Hosting an asylum seeker in Australia: a nationwide exploratory study

Hebbani, Aparna, Khawaja, Nigar G. and Famularo, Janece (2016) Hosting an asylum seeker in Australia: a nationwide exploratory study. Australian Psychologist, 51 2: 154-163. doi:10.1111/ap.12123

Author Hebbani, Aparna
Khawaja, Nigar G.
Famularo, Janece
Title Hosting an asylum seeker in Australia: a nationwide exploratory study
Journal name Australian Psychologist   Check publisher's open access policy
ISSN 0005-0067
Publication date 2016
Sub-type Article (original research)
DOI 10.1111/ap.12123
Open Access Status Not Open Access
Volume 51
Issue 2
Start page 154
End page 163
Total pages 10
Place of publication Chichester, West Sussex, United Kingdom
Publisher John Wiley and Sons
Collection year 2017
Language eng
Formatted abstract
In recent years, there has been a rise in the number of people seeking asylum in Australia, resulting in over-crowded detention centres in various parts of the country. Appropriate management and assistance of asylum seekers has been an issue of major socio-political concern. In mid-2012, the Australian ruling government introduced a ‘first of its kind’ community placement initiative, which involved relocating low-risk asylum seekers from detention centres to homes of those Australian families who volunteered for this program. The present study investigated host families’ motivations for volunteering into this scheme and their resulting experiences. Twenty-four men and women from all over Australia were interviewed in person or over the telephone. Consistent with theoretical frameworks of altruism, acculturation, and intergroup contact, thematic analysis indicated participants’ interest in diversity/humanitarian issues were major factors that motivated them to host asylum seekers. Language and cultural barriers were reported as challenges, but generally, participants found the experience positive and rewarding. The initiative was regarded as an excellent avenue of learning about new cultures. The hosts played a strong role in promoting the English language proficiency and intercultural settlement of the asylum seekers. The scheme was considered as one way of diffusing fear/biases against asylum seekers prevalent amongst the Australian community at-large. Participants also provided suggestions to improve the scheme.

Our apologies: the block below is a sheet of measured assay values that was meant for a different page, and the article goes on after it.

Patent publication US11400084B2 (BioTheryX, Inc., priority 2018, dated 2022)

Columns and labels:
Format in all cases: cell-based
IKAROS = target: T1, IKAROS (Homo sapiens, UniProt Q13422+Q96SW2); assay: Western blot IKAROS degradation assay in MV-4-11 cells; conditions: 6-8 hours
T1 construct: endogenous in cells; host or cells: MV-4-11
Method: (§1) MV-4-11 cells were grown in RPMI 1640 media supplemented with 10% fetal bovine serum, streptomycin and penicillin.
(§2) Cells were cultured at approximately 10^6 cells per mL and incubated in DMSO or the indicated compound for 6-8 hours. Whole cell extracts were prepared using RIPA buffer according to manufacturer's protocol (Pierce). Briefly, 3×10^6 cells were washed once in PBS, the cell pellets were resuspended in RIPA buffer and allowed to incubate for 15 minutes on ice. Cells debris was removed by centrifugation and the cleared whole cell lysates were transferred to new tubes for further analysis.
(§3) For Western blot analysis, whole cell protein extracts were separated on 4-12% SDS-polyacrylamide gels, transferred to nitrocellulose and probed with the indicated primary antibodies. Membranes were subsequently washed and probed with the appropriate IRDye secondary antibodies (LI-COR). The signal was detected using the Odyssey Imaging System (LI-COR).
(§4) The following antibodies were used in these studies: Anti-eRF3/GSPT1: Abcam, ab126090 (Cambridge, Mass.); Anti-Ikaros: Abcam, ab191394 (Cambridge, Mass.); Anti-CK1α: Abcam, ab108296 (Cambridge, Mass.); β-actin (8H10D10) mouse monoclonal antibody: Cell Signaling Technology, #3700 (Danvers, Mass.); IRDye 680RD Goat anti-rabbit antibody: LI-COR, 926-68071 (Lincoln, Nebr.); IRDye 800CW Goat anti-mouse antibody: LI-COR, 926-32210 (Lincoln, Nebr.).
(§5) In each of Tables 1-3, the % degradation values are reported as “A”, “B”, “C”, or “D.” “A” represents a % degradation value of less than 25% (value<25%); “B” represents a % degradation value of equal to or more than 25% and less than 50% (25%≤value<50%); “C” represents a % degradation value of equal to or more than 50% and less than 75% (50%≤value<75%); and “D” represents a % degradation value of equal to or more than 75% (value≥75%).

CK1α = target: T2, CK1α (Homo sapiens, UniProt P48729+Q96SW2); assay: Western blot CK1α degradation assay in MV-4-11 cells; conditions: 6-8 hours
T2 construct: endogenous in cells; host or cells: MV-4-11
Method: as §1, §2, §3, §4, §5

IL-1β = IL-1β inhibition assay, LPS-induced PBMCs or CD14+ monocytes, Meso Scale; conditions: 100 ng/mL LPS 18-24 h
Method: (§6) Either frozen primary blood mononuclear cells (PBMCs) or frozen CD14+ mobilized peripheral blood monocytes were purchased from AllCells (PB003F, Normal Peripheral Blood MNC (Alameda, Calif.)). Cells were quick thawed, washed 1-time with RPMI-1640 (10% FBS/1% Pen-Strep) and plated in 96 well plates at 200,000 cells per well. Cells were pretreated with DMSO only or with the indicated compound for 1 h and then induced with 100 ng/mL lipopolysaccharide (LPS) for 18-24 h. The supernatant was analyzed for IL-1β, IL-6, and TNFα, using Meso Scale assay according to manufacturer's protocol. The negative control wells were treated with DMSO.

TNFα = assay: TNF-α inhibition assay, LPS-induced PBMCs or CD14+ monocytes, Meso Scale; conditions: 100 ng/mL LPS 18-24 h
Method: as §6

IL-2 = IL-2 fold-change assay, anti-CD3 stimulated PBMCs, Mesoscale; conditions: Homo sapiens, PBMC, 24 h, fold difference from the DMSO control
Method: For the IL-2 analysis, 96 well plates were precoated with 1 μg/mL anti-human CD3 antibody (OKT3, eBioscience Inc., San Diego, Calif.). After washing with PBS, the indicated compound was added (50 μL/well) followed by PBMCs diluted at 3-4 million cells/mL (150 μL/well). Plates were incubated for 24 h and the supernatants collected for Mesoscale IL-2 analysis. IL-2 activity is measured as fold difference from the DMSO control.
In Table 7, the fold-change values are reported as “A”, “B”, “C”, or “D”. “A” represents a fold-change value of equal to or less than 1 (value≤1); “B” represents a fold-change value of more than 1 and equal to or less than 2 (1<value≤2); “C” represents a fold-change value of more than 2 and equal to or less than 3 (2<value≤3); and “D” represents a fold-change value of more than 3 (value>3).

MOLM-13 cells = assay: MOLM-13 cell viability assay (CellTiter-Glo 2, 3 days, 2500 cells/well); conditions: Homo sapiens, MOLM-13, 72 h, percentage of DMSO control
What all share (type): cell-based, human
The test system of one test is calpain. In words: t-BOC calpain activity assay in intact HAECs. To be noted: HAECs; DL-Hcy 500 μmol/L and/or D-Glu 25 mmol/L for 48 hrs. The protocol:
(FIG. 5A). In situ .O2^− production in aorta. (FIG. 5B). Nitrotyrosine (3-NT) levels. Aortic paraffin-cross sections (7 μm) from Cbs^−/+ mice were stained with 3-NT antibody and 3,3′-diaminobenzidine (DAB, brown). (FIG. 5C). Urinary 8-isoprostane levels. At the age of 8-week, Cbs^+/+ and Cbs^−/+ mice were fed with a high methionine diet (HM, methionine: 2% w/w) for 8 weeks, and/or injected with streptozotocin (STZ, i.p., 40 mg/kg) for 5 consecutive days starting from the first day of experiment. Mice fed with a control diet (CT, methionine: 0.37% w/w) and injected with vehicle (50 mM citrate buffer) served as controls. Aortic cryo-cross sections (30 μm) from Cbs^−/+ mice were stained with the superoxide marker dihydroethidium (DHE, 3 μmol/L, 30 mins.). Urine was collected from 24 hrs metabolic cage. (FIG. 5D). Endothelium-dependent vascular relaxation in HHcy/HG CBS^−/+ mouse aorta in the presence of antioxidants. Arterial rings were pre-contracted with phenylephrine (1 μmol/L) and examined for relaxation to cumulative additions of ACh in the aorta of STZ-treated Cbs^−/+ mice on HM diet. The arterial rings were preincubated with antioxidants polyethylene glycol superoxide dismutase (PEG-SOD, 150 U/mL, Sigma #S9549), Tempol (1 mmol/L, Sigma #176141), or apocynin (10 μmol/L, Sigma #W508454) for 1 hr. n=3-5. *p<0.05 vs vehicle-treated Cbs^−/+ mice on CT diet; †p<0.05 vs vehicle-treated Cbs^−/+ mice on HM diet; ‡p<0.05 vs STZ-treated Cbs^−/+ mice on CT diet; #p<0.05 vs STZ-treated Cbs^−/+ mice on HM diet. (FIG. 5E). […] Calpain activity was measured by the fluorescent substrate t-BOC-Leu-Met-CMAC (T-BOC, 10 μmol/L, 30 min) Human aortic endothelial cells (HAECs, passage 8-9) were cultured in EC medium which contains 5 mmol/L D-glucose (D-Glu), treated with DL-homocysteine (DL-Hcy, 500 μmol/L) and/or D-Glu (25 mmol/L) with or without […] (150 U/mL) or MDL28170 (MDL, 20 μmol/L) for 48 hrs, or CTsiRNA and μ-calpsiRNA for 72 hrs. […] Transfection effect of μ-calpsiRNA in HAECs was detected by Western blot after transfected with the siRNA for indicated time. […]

Q-Index Code C1
Q-Index Status Provisional Code
Institutional Status UQ

Document type: Journal Article
Sub-type: Article (original research)
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